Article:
Cracked mind eggs, full moon faces, and chasmal portal doors dot the landscape of checkerboard floors and desert dunes. But although these lands, figures, and objects seem to descend from the masters of surrealism, they illustrate a deep sense of emotional reality. And this is now wonder, Inaki Aires considers his work the extension of a lifelong spiritual journey.
What is your artistic background? Did you always want to be a tattooer and how did you get into tattooing?
I grew up in a very creative environment. Both my parents are graphic designers and most of their friends are artists or work in art related areas. So, most part of my education was based on pushing all limits to reach creative freedom. This added to having no TV or video games, mainly focusing on traveling, listening to all kinds of music, reading and going to the theatre/concerts/museums.
As for how I got into tattooing…after I decided to quit high school, in an act of rebellion and lack of self-consciousness, I quickly understood that I had to find a way to earn a living preferably with my illustrations or with what I always loved to do: drawing. So, I had this friend that was always inviting me to his place, where he’d be tattooing, and trying to get me to learn how to do it, until I did.
I’d never thought about tattooing until I met him. Until I was lucky enough to witness the blend of illustration and the skin.
Who are your artistic heroes, tattooists or not? Are there any films, books, visuals, that inspire you?
Besides my grandfather, who is a sculpture and a philosopher, and a few tattooist friends, what inspires me the most is music. It gives me the ability of letting myself go with what I’m feeling at the moment. When I put my headphones on I start my personal ritual and only then, with a clean mind, I draw.
Of course, as I said before, cinema, literature and all visual culture is crucial for me, but at the present moment, tattoos are what I love the most.
Many artists have a philosophy or motivation behind their work...what would you say is yours? How do you define success?
My work reflects on the kind of life I have, which is a spiritual journey. And this comes with many variants, everyday I try to know a bit more of the inner self, and everyday my drawings reflect more on it. What is wonderful is to realize that my clients come to me because somehow we share this interest on what is real or illusive, on mystery, on spirituality, on the sensitivity of the world and distorted egos, on ourselves. And this is both my life philosophy and the motifs for my work.
I have such respect for my work, and tattoos in general, so I want to break the commercial and conventional ideas and barriers of tattooing without depreciating the roots of tattoo culture.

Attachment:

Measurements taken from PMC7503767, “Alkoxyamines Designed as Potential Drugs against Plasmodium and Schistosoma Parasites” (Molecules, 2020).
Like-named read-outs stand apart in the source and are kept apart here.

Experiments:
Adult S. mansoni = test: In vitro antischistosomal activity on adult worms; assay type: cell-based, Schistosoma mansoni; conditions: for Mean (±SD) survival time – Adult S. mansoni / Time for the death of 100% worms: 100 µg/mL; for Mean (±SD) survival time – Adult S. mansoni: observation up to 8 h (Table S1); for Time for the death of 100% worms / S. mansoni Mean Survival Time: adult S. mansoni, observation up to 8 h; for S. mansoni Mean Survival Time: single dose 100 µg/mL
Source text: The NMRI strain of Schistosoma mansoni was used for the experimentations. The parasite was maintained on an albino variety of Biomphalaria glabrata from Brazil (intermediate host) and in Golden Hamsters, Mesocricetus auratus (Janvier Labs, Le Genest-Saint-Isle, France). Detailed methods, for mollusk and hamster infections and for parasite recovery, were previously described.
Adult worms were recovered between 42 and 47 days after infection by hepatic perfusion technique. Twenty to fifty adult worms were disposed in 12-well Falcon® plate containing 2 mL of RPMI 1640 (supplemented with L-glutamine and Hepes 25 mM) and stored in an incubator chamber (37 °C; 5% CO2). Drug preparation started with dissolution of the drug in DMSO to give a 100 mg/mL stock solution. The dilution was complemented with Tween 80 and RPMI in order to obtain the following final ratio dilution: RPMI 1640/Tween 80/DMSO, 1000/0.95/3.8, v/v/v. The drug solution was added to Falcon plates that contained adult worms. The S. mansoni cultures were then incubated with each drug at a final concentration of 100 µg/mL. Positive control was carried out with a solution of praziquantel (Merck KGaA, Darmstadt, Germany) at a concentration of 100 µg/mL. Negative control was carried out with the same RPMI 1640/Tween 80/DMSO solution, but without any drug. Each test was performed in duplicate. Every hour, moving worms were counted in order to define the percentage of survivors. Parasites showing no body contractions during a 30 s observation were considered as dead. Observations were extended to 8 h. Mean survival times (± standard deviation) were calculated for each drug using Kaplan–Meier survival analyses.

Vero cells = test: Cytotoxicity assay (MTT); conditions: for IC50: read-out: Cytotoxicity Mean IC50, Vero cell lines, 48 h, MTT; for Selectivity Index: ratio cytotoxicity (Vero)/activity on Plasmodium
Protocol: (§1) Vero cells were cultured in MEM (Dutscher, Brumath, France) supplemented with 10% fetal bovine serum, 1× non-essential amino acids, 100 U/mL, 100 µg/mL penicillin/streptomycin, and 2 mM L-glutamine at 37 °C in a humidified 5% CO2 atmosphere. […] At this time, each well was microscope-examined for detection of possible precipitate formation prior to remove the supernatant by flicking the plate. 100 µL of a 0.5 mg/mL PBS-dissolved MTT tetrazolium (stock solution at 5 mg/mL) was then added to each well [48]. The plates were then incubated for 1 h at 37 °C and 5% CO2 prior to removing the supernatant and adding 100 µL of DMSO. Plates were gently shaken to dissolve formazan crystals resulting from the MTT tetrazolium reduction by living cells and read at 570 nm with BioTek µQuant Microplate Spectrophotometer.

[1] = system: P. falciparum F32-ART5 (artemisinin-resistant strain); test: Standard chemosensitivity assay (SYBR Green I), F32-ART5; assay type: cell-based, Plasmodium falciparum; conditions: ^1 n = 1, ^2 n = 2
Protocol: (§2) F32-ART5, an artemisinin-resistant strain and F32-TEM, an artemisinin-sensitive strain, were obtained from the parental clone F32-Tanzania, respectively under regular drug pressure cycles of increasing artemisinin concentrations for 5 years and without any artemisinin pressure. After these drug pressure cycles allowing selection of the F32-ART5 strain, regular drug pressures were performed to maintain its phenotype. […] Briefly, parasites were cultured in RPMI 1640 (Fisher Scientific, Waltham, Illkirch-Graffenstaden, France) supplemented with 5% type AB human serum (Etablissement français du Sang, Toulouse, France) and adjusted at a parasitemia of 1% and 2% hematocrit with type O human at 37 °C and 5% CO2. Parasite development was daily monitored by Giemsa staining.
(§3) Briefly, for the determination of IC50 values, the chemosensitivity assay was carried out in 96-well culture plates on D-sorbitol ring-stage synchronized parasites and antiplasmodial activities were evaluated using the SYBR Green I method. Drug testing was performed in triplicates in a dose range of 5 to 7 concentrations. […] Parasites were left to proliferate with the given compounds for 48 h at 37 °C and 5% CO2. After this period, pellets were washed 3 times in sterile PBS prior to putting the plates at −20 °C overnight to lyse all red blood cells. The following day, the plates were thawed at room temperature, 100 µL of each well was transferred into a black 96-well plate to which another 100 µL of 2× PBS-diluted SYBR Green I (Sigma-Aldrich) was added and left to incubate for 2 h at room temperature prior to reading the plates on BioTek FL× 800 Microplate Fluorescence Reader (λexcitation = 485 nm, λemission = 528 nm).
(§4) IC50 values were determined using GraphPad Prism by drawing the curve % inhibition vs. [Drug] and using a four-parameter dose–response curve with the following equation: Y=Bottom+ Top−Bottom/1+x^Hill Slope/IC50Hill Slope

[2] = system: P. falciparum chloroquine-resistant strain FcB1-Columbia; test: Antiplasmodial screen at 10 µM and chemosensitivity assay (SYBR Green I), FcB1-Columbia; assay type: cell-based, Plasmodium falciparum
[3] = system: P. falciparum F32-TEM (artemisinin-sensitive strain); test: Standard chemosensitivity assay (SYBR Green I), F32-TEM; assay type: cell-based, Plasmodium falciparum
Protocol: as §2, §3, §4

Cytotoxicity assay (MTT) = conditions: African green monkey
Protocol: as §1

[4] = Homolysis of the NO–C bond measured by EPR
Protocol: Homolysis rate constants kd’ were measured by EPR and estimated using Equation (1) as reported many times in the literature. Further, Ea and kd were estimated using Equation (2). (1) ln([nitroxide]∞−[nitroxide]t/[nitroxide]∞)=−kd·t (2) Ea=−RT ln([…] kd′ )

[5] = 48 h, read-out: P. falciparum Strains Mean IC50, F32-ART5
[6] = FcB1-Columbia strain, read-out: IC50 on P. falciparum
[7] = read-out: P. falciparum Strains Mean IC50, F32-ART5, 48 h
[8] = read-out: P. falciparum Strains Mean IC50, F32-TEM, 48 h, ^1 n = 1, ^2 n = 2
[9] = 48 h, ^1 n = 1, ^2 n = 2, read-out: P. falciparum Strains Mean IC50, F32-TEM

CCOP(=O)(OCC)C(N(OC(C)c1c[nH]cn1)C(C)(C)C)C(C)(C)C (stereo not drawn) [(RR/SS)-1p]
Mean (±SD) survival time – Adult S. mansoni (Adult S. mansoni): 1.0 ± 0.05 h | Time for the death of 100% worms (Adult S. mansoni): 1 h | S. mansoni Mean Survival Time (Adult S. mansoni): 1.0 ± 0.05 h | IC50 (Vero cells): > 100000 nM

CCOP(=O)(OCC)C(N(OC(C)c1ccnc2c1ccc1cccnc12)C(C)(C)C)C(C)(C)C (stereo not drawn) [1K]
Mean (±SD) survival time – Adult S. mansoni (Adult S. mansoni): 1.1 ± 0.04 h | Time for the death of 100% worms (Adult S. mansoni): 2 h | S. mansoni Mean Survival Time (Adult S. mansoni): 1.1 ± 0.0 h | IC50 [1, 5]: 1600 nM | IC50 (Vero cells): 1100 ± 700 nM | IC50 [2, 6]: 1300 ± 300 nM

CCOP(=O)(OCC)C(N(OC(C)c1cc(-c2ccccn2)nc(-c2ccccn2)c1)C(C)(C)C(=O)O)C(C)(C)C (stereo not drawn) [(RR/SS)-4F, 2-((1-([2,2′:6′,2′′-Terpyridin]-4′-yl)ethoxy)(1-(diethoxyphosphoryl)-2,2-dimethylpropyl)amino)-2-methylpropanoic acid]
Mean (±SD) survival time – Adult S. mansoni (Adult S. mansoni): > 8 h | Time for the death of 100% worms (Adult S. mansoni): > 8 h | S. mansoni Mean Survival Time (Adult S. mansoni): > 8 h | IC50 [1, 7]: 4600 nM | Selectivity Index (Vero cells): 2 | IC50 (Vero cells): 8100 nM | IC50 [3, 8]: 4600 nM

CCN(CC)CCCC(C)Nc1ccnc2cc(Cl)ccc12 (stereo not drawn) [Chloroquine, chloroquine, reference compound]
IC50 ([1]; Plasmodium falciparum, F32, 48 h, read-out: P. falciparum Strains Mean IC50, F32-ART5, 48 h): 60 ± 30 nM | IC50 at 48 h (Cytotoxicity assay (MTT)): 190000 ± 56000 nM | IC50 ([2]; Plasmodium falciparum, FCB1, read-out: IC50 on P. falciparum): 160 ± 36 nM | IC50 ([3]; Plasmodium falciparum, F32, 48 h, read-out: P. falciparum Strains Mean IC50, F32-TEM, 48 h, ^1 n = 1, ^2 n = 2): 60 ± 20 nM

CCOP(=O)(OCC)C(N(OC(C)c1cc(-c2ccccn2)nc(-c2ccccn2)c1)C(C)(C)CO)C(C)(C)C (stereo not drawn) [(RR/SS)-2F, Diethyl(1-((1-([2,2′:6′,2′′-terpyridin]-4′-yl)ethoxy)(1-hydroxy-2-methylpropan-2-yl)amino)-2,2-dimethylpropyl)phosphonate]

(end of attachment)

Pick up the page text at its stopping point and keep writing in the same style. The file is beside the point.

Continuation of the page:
Regarding success…When an artist doesn’t need to sign their work, when their work becomes their signature, when you can translate yourself clear and honestly into your work and everyone recognizes you, one could say it’s on the right track. This is also funny since tattooists don’t ever sign on somebody’s skin.
What is the best advice you’ve ever received? What is the best advice you feel you can give?
Can’t pinpoint the best advice anyone gave me, people are special and share special thoughts/advice in different ways. But as far as the best advice I can give, even though I don’t feel like I’ve experienced enough to do it, I’d suggest to run out of your comfort zone - both physically and emotionally. Travel within and outside.
You've traveled a lot...what is your favorite travel story? What is the best place you've ever been, and where on earth feels most like home?
I wouldn’t say I have a favorite travel story, all my travels were important in different ways…even the ones that are not so good are important. But the place where I feel the most at home is definitely where my family is, wherever it is, when I’m close to them it always feels like home.
Beyond tattooing/creating art, what is most important to you? What do you wish you had more time for?
Meditation and spending time with my beloved ones.
Do you have any plans for 2019 that you’d like to share? Travel plans, collabs, projects, merch releases, etc?
I don’t really like to make any plans but I guess to keep on traveling around the places I haven’t been and exploring other art media is something that I’m working on for the future, as well as collabs with fine art artists and artisans.